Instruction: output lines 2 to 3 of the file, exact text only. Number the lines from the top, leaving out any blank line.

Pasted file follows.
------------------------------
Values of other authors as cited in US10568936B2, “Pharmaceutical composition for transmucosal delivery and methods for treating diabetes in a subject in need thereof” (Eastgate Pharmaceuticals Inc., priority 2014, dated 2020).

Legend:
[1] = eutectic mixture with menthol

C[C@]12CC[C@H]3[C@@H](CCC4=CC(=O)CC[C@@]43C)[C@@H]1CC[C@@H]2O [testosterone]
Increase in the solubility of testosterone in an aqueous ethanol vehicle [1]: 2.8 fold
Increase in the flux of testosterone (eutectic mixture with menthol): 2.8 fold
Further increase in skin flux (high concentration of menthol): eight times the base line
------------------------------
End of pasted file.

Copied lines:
Legend:
[1] = eutectic mixture with menthol